Rhubarb

Rhubarb growingRhubarb grows so quickly, exploding from the ground, shooting up stalks, billowing out foliage, all in a few weeks.  It leaves other spring perennials, asparagus, artichokes, strawberries, far behind.  But this rapid growth is good; it means pies and sauces sooner.

We are a two-pie family when it comes to rhubarb.  Scott prefers rhubarb custard lattice-top pie while I’m partial to plain rhubarb pie, either two-crust or galette style.  I’ll often make one of each and we’ll sample each other’s favorite but have seconds of the one we like best.

Rhubarb pies

Rhubarb pie sliceBoth recipes I use are from the Better Homes and Gardens New Cookbook, 1973 edition. I’ve used the excellent pie section so often that the pages are falling out.

Rhubarb Custard Pie

Mix 1 and ½ cups sugar, ¼ cup all-purpose flour, ¼ teaspoon ground nutmeg and a dash of salt.  Add to 3 beaten eggs; beat smooth.  Stir in 4 cups 1-inch slices rhubarb. Prepare pastry for 9-ince lattice-top pie.  Fill with rhubarb mixture.  Dot with 2 tablespoons butter.  Adjust lattice top; seal.  Bake at 400 degrees for 50 minutes.

Rhubarb Pie

Combine 4 cups 1-inch slices rhubarb, 1 and ½ cups sugar, 1/3 cup all-purpose flour and dash of salt; let stand for 15 minutes. Prepare pastry for 2-crust 9-inch pie; line 9-inch pie plate with rhubarb mixture. Dot with 2 tablespoons butter.  Adjust top crust, cutting slits for escape of steam; seal; flute. Bake at 400 degrees for 50 minutes.

In this season of abundant rhubarb, pie is for dinner, or even lunch but for breakfast I like rhubarb sauce with plain yogurt and granola.  Several years ago I discovered Nigella Lawson’s rhubarb sauce recipe that calls for baking rather than boiling the rhubarb with sugar and grated orange rind and it’s the one I’ve used ever since.

Rhubarb sauce raw

Rhubarb sauce, cooked

Rhubarb Sauce

For two pounds of sliced rhubarb, add 1 or 1 and 1/3 cup sugar, depending on your sweetness preference, and the grated rind of one orange.  Bake, covered, at 375 degrees for 35-45 minutes until soft but not mushy.  I’ve sometimes substituted candied ginger for orange rind or simply left out the flavorings.  All variations are delicious.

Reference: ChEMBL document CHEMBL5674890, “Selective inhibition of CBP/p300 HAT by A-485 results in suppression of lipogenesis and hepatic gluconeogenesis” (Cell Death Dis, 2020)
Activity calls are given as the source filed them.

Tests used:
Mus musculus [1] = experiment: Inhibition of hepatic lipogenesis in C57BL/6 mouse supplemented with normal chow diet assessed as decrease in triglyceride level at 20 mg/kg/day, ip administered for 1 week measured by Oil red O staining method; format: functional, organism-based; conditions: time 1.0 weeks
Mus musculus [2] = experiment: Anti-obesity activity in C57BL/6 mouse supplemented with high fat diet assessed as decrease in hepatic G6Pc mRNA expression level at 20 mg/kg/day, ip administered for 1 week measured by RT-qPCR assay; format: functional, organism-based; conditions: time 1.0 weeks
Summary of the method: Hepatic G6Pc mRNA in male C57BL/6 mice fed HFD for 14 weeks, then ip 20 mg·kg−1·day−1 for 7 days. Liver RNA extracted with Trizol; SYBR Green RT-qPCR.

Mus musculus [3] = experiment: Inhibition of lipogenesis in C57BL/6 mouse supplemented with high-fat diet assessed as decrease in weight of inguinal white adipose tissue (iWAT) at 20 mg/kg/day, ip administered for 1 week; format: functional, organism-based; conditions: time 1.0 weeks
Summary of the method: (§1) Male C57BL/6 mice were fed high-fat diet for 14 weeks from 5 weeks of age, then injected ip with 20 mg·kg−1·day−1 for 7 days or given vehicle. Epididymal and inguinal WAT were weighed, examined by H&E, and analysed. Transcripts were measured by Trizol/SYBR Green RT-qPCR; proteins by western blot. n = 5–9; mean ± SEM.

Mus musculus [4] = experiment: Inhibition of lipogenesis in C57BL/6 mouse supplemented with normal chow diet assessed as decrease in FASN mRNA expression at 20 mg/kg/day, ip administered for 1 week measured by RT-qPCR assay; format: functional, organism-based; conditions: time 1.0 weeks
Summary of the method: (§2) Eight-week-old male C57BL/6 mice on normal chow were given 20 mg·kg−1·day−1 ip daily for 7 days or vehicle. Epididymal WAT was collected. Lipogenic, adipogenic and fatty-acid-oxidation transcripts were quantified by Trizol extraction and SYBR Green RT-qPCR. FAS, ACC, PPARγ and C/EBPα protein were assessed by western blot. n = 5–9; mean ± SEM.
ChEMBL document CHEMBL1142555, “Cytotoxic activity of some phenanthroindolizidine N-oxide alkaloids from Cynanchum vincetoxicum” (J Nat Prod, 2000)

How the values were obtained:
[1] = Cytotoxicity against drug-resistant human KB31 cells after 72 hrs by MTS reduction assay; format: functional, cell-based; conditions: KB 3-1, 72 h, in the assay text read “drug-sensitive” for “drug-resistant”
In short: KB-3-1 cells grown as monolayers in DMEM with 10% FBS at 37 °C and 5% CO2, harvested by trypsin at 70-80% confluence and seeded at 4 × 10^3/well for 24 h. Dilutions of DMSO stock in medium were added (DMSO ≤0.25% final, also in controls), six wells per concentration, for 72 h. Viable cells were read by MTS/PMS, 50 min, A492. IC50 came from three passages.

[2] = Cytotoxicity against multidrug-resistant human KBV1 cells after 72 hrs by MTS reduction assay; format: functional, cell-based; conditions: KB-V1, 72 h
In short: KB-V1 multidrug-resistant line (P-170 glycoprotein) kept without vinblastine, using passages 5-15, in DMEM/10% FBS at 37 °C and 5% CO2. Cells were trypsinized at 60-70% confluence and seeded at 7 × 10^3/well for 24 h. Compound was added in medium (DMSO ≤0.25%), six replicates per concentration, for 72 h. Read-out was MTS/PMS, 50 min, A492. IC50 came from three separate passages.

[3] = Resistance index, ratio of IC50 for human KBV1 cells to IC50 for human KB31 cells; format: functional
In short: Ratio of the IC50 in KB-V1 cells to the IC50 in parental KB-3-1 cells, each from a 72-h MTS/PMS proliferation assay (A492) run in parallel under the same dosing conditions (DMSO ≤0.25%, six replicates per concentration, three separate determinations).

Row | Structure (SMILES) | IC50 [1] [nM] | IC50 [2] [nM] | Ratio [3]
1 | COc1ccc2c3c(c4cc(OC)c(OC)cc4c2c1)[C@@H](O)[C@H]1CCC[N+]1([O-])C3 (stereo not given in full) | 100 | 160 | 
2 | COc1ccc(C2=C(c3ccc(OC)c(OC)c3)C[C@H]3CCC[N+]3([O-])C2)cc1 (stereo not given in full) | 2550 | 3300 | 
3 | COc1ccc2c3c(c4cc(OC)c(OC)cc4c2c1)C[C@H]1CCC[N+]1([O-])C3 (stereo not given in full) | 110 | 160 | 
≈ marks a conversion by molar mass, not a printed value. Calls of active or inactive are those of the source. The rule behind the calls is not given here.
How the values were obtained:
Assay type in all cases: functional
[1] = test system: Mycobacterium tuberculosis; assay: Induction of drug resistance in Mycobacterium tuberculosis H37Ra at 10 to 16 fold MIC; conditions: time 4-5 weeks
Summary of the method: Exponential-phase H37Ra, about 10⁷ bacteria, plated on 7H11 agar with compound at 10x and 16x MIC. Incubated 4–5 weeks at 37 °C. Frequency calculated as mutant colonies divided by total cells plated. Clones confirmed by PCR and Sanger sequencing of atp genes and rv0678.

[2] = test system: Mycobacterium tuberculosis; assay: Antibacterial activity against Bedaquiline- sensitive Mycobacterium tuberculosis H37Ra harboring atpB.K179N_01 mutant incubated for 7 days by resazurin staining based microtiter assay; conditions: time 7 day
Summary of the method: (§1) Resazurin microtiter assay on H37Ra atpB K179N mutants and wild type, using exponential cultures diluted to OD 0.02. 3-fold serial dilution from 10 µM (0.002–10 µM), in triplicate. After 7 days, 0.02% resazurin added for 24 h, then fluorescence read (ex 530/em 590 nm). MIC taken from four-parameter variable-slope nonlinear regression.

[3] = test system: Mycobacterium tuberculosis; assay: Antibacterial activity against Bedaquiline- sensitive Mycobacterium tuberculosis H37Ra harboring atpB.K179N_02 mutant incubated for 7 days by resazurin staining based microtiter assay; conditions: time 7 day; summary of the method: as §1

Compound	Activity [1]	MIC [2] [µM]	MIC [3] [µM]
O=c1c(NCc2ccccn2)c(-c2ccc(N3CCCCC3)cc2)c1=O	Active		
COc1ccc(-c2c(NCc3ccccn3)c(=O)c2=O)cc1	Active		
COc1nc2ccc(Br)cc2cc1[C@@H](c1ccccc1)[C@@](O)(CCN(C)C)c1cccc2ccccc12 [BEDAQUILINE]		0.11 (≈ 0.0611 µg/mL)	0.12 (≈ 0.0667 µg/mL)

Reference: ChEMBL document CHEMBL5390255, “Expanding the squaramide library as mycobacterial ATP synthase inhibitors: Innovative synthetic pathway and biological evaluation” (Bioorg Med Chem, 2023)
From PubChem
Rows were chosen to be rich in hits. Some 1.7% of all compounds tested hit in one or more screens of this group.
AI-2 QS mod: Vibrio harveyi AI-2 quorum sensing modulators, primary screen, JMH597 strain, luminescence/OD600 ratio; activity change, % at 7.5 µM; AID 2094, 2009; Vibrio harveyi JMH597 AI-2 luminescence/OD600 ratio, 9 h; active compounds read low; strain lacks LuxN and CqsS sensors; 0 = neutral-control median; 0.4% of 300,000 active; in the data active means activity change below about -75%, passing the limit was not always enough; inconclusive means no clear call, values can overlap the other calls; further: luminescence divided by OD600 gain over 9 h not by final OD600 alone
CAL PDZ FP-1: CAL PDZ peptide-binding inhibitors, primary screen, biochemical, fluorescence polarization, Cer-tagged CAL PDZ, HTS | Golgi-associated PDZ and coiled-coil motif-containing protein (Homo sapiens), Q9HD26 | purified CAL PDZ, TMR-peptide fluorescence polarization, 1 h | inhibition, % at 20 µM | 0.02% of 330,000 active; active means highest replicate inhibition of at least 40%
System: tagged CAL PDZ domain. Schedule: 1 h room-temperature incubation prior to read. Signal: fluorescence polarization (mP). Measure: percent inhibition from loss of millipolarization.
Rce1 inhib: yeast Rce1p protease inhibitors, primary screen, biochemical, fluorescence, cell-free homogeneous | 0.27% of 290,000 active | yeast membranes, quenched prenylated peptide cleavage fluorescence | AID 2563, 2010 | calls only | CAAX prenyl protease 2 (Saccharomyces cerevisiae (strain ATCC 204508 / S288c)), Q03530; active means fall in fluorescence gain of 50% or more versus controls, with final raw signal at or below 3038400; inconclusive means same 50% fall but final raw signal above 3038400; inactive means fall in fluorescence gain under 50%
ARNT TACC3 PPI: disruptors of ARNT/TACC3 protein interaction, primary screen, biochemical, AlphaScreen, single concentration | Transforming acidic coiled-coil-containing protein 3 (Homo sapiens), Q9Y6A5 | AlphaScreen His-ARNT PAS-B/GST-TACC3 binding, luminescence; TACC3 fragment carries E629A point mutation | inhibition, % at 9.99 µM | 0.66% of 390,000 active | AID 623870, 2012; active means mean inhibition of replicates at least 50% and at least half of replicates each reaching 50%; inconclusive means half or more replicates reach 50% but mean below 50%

The rhubarb in my current clump is from starts friends in eastern Washington gave me.  An unnamed variety, it’s the best rhubarb I’ve ever grown. The light pink stalks are tender and flavorful, needing less sugar than some of the darker red varieties I’ve grown in the past.  And it stays lush well into late summer with only moderate watering.

Our daily indulgence in rhubarb will no doubt wane as strawberries, raspberries and blueberries come in but until then, it’s the best thing on offer and we’ll eat our fill.

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7 thoughts on “Rhubarb

  1. Oh yum, yum, yum!! I love rhubarb most any which way, and would happily join you and Scott with a piece of pie from each of your choices. I love it with fennel, ginger, and had it recently with some rosemary! Your pies look divine and without an oven at the moment, I am drooling over most anything baked. In the meantime I will have to be content with lots of rhubarb compote. Thank you for another delicious post. Why do I torture myself and read your blog when I’m really hungry!

  2. Hi, this is a great post. I wondered if you would like to link it in to the new Food on Friday which is running right now over at Carole’s Chatter. We are collecting recipes using rhubarb. This is the link . I hope you pop over to check it out. There are some great recipes already linked in.

  3. Hi Debby,
    Remember when Mummy used to make “Gooley-berry sauce” for our bus driver? It was as much a rite of Spring as the rhubarb itself.
    Sadie

  4. I made the custard version this weekend after seeing this post….it is an awesome treat, and I agree, pie for breakfast is my favorite way to enjoy it!

  5. Pingback: Signs of Spring | Lopez Island Kitchen Gardens

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